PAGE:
Behavioral Finance in Corporate Governance - Independent Directors and Non-Executive Chairs
University of Alberta - Department of Finance and Statistical Analysis; National Bureau of Economic Research (NBER)
April 11, 2007
Corporate governance disasters could often be averted questioned CEOs, demanded answers, and blown whistles. Work in social psychology, by Milgram and others, suggests humans have an innate predisposition to obey authority. This excessive subservience, here dubbed a "type II agency problem", explains directors' eerie submission. Rational explanations are reviewed, but behavioral explanations are shown to be more complete. Further behavioral studies reveal this predisposition to be disrupted by dissenting peers, conflicting authorities, and distant authorities. This suggests independent directors, non-executive chairs, and committees composed of independent directors and excluding CEOs might induce greater rationality and more considered ethics in corporate governance. Empirical evidence of this is scant. This may reflect measurement problems, for many apparently independent directors may have hidden financial or personal ties to CEOs. It might also reflect other behavioral considerations that reinforce agentic subservience to CEOs.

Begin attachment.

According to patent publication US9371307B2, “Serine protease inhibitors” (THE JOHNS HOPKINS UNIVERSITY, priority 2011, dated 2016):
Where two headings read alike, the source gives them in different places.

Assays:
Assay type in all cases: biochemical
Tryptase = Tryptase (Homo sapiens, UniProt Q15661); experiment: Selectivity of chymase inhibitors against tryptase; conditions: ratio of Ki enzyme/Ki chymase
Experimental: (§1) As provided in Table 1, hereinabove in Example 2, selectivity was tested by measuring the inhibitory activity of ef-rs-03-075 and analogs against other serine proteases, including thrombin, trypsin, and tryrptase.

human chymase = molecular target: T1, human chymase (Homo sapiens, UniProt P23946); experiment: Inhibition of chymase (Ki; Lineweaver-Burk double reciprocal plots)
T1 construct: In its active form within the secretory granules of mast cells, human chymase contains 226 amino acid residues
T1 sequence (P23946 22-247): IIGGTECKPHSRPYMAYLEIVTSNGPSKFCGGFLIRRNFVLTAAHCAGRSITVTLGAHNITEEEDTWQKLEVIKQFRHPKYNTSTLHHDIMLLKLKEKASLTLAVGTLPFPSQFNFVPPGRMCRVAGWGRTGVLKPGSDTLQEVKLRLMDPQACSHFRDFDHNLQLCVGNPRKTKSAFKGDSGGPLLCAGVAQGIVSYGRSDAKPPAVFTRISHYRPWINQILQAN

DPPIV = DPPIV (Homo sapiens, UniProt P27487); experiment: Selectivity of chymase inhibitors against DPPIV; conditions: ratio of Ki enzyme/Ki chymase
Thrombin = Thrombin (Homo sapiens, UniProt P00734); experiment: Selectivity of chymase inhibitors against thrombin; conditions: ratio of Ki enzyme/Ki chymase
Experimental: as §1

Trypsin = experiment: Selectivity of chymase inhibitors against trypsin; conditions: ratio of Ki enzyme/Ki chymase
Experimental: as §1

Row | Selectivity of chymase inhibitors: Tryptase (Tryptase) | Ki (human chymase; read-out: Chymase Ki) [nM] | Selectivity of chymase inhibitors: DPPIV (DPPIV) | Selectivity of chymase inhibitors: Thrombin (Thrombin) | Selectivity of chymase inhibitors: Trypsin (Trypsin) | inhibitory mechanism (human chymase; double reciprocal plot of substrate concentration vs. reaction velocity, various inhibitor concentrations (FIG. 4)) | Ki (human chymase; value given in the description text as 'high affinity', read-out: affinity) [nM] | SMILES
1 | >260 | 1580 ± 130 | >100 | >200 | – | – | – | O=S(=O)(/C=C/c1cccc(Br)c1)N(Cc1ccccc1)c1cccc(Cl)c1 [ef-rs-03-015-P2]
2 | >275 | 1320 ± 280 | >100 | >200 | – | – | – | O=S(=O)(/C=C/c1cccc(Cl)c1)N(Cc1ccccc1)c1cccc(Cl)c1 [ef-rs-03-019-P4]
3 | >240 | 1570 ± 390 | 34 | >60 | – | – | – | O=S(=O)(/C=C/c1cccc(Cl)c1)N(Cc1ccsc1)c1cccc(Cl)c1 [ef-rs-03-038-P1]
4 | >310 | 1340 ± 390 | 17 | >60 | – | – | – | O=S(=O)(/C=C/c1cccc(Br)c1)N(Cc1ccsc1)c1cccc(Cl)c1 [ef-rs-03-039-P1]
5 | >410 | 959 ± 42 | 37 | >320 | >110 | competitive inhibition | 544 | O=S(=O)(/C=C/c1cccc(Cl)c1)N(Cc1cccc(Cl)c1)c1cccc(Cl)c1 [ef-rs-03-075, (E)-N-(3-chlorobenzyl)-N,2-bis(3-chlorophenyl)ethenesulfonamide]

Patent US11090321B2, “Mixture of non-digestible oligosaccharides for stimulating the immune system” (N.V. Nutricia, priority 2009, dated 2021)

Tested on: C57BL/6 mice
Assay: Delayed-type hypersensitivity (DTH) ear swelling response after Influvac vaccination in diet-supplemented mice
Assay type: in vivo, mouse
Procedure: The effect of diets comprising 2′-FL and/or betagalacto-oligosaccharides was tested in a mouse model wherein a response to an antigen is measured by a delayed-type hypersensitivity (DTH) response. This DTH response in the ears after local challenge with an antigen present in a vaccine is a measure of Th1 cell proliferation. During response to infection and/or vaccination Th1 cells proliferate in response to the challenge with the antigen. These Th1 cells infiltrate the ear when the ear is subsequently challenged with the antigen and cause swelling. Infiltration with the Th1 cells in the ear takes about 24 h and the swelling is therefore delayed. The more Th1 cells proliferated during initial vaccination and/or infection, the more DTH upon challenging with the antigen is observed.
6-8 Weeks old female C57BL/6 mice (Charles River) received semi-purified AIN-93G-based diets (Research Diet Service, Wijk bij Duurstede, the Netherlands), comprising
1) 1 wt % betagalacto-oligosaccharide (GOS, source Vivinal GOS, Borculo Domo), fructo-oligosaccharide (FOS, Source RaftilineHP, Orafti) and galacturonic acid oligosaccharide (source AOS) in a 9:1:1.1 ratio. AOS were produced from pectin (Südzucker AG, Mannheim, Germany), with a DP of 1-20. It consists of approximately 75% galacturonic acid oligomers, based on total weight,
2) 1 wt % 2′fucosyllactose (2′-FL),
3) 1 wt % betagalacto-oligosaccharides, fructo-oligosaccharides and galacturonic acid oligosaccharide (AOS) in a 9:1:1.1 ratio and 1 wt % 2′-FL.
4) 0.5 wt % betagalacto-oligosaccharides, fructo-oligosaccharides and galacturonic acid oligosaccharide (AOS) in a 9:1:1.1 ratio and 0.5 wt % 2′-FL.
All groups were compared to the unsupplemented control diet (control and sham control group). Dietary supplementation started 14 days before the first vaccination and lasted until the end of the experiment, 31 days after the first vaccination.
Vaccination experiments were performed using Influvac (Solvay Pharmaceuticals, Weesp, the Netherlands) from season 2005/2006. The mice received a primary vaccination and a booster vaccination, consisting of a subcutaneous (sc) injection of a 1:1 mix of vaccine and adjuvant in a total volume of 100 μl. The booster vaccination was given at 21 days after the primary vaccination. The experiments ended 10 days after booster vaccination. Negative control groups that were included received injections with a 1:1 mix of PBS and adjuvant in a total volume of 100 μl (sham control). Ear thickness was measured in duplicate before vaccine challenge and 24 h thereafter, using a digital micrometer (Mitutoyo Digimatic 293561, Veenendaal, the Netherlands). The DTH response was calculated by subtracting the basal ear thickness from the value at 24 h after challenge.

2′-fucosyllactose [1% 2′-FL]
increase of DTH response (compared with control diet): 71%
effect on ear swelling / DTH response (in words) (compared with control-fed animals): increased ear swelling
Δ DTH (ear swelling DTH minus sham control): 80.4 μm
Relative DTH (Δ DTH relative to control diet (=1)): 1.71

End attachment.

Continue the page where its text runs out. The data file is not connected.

Number of Pages in PDF File: 27
Keywords: Corporate Governance, Behavioral Finance, Obedience, Milgram, Information Cascade
JEL Classification: G3, K22, C9working papers series
Date posted: April 12, 2007
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